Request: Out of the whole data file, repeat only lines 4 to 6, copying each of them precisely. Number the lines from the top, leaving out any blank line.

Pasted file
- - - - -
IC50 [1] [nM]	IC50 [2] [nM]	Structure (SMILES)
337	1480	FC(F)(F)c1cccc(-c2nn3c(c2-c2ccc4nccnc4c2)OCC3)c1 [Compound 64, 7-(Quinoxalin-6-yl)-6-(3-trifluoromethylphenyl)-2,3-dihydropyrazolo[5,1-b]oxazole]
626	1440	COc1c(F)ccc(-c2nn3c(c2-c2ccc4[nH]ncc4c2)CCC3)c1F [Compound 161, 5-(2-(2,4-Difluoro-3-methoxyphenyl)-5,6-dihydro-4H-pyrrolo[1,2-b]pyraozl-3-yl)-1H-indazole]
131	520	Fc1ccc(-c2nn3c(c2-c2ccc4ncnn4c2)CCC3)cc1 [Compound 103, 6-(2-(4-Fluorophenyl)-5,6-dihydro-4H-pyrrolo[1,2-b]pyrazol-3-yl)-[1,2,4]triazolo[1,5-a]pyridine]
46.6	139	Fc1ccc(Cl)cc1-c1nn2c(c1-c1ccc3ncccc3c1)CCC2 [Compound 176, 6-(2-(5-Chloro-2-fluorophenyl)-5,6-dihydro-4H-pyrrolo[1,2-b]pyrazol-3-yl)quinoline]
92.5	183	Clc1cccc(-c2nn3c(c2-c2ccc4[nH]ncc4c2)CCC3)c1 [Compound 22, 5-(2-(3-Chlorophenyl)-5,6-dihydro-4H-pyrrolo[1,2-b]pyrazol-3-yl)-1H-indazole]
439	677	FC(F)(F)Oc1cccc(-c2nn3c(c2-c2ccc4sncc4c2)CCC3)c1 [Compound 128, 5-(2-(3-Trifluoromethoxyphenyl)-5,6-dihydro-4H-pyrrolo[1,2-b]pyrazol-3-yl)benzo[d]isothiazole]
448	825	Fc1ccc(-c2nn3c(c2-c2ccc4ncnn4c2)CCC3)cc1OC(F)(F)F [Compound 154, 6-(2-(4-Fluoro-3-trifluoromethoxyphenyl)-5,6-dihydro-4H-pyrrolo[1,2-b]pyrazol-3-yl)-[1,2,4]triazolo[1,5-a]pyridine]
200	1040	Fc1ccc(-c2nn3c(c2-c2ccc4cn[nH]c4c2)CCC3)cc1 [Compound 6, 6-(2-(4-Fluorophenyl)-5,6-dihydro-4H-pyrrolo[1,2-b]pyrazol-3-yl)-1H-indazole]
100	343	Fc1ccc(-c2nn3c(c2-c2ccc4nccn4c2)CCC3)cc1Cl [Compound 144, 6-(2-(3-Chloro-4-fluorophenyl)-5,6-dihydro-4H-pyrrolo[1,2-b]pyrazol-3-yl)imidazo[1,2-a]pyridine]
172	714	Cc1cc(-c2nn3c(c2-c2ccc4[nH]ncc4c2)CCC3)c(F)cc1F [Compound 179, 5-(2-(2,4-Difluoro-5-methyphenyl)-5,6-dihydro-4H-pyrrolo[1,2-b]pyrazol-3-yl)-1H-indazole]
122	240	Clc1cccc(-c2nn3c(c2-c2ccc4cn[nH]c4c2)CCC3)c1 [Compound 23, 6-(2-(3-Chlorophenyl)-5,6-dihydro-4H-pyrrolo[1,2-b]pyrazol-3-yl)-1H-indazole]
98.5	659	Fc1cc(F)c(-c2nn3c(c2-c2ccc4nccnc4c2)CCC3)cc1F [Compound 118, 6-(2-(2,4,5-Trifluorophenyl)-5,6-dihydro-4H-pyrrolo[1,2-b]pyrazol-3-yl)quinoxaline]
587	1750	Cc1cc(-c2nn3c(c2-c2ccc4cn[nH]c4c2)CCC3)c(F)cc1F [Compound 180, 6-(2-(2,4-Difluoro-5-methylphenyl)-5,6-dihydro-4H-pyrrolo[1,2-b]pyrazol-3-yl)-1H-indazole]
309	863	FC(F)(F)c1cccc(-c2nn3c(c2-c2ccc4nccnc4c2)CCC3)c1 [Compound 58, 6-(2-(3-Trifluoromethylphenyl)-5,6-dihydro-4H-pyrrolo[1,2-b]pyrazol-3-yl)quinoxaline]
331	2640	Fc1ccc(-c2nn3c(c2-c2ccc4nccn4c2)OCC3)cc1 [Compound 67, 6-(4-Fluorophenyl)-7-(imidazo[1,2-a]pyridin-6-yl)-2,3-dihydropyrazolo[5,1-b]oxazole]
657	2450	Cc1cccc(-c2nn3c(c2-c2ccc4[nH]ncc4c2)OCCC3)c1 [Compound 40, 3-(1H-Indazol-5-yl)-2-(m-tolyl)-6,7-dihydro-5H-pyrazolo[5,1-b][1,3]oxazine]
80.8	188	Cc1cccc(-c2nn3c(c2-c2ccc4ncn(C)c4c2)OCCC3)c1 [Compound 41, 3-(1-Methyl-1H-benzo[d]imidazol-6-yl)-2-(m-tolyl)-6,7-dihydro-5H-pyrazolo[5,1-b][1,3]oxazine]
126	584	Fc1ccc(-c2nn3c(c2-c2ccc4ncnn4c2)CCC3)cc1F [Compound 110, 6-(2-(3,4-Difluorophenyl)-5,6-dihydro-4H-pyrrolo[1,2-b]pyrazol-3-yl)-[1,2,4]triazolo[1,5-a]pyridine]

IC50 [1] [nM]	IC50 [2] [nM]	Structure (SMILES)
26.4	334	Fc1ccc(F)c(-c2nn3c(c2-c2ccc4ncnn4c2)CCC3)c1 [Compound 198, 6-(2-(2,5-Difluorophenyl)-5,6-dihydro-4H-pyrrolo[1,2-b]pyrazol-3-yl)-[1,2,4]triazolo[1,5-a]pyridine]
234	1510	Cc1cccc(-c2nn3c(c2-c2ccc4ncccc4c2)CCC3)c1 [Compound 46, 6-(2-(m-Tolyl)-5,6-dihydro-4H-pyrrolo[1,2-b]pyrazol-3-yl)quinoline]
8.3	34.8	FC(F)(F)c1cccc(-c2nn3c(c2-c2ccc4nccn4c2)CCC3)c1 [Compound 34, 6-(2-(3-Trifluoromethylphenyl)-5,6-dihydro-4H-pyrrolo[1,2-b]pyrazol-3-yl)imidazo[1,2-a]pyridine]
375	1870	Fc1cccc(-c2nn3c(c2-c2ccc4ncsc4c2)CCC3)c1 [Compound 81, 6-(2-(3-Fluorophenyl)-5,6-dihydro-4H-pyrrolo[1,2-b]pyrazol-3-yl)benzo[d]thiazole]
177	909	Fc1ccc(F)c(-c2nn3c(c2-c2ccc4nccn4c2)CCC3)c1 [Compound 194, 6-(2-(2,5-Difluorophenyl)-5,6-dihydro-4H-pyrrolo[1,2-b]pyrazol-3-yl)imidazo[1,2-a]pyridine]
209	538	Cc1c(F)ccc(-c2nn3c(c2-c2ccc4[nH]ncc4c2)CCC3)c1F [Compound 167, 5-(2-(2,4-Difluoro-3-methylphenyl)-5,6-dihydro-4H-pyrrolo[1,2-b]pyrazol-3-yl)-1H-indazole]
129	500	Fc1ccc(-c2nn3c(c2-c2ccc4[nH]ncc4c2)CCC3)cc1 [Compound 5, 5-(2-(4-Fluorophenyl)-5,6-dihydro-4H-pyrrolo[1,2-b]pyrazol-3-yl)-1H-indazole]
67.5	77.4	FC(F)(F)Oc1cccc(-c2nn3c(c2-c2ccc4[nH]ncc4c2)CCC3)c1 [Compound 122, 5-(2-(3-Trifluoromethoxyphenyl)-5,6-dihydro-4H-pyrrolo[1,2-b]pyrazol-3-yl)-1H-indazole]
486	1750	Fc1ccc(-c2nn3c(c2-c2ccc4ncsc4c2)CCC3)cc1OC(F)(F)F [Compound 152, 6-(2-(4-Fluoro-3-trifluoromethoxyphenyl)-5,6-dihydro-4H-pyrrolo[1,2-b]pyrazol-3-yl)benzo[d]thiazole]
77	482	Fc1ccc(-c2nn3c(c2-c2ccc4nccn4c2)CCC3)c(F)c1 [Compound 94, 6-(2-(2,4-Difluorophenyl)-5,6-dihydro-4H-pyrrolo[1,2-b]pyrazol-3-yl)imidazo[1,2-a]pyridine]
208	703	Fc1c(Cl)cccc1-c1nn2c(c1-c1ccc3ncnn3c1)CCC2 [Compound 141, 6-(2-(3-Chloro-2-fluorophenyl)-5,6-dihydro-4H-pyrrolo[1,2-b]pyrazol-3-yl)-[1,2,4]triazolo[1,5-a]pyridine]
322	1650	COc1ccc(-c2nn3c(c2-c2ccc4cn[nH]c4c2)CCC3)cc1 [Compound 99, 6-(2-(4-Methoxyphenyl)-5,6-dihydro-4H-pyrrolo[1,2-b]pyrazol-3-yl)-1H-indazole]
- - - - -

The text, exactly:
131	520	Fc1ccc(-c2nn3c(c2-c2ccc4ncnn4c2)CCC3)cc1 [Compound 103, 6-(2-(4-Fluorophenyl)-5,6-dihydro-4H-pyrrolo[1,2-b]pyrazol-3-yl)-[1,2,4]triazolo[1,5-a]pyridine]
46.6	139	Fc1ccc(Cl)cc1-c1nn2c(c1-c1ccc3ncccc3c1)CCC2 [Compound 176, 6-(2-(5-Chloro-2-fluorophenyl)-5,6-dihydro-4H-pyrrolo[1,2-b]pyrazol-3-yl)quinoline]
92.5	183	Clc1cccc(-c2nn3c(c2-c2ccc4[nH]ncc4c2)CCC3)c1 [Compound 22, 5-(2-(3-Chlorophenyl)-5,6-dihydro-4H-pyrrolo[1,2-b]pyrazol-3-yl)-1H-indazole]